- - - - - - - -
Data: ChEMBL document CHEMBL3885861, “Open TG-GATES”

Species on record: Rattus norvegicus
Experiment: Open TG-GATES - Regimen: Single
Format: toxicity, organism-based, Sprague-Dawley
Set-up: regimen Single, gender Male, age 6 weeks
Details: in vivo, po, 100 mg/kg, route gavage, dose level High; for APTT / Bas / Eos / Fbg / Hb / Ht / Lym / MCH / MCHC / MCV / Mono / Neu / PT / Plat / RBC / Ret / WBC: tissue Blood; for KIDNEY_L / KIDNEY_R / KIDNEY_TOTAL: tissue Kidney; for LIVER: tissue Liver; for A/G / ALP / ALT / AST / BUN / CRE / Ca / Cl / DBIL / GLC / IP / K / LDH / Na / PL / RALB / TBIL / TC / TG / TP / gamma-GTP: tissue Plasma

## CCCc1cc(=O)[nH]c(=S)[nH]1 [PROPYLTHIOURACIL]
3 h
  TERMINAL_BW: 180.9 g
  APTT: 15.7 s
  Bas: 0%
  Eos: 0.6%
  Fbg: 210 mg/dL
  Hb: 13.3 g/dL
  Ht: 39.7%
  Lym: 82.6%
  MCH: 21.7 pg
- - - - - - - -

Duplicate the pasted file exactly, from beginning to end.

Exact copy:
Data: ChEMBL document CHEMBL3885861, “Open TG-GATES”

Species on record: Rattus norvegicus
Experiment: Open TG-GATES - Regimen: Single
Format: toxicity, organism-based, Sprague-Dawley
Set-up: regimen Single, gender Male, age 6 weeks
Details: in vivo, po, 100 mg/kg, route gavage, dose level High; for APTT / Bas / Eos / Fbg / Hb / Ht / Lym / MCH / MCHC / MCV / Mono / Neu / PT / Plat / RBC / Ret / WBC: tissue Blood; for KIDNEY_L / KIDNEY_R / KIDNEY_TOTAL: tissue Kidney; for LIVER: tissue Liver; for A/G / ALP / ALT / AST / BUN / CRE / Ca / Cl / DBIL / GLC / IP / K / LDH / Na / PL / RALB / TBIL / TC / TG / TP / gamma-GTP: tissue Plasma

## CCCc1cc(=O)[nH]c(=S)[nH]1 [PROPYLTHIOURACIL]
3 h
  TERMINAL_BW: 180.9 g
  APTT: 15.7 s
  Bas: 0%
  Eos: 0.6%
  Fbg: 210 mg/dL
  Hb: 13.3 g/dL
  Ht: 39.7%
  Lym: 82.6%
  MCH: 21.7 pg